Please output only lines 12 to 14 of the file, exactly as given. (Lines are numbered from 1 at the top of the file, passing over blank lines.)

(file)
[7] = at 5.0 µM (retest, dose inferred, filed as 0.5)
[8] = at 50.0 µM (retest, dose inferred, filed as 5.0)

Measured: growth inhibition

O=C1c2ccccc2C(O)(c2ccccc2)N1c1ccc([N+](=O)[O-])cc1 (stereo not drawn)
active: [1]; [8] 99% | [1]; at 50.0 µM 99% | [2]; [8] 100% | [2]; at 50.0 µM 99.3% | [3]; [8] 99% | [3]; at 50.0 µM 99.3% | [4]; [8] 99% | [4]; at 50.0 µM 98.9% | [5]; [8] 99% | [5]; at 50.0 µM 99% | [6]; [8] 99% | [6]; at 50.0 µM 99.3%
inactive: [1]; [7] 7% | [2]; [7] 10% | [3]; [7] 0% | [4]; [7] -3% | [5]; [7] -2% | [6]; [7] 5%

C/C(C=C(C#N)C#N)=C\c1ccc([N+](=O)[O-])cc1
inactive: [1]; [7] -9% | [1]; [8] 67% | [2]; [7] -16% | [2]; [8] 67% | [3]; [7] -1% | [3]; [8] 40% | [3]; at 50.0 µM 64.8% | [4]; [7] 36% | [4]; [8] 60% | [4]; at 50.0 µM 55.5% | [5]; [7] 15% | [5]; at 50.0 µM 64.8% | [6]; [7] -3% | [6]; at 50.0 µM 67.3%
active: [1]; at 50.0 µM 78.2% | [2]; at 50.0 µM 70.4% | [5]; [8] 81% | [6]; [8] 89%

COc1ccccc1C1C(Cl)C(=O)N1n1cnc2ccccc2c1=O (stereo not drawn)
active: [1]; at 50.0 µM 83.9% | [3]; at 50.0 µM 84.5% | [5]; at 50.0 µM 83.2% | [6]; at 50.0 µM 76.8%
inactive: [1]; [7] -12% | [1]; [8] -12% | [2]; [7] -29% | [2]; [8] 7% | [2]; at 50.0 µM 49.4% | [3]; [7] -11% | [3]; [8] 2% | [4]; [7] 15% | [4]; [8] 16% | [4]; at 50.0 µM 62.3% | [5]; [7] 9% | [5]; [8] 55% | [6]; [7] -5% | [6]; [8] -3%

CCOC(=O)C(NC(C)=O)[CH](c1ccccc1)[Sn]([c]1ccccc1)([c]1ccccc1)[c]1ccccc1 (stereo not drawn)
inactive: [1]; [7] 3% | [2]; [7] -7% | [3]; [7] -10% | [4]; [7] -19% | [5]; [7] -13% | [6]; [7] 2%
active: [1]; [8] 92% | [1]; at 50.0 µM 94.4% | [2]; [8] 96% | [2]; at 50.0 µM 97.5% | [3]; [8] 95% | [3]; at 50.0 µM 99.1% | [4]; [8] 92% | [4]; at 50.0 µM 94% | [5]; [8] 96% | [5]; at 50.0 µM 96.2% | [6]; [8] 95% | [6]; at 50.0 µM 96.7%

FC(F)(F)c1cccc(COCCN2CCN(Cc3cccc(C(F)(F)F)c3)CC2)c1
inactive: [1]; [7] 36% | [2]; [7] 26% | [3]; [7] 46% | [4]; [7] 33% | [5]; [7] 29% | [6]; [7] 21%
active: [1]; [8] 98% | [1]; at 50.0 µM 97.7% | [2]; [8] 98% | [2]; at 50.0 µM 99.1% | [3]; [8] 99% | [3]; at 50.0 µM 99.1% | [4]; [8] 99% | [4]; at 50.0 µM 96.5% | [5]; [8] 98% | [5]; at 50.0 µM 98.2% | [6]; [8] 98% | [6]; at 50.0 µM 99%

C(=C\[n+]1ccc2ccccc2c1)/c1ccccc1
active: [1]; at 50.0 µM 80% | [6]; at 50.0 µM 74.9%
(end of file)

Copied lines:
inactive: [1]; [7] -12% | [1]; [8] -12% | [2]; [7] -29% | [2]; [8] 7% | [2]; at 50.0 µM 49.4% | [3]; [7] -11% | [3]; [8] 2% | [4]; [7] 15% | [4]; [8] 16% | [4]; at 50.0 µM 62.3% | [5]; [7] 9% | [5]; [8] 55% | [6]; [7] -5% | [6]; [8] -3%

CCOC(=O)C(NC(C)=O)[CH](c1ccccc1)[Sn]([c]1ccccc1)([c]1ccccc1)[c]1ccccc1 (stereo not drawn)
inactive: [1]; [7] 3% | [2]; [7] -7% | [3]; [7] -10% | [4]; [7] -19% | [5]; [7] -13% | [6]; [7] 2%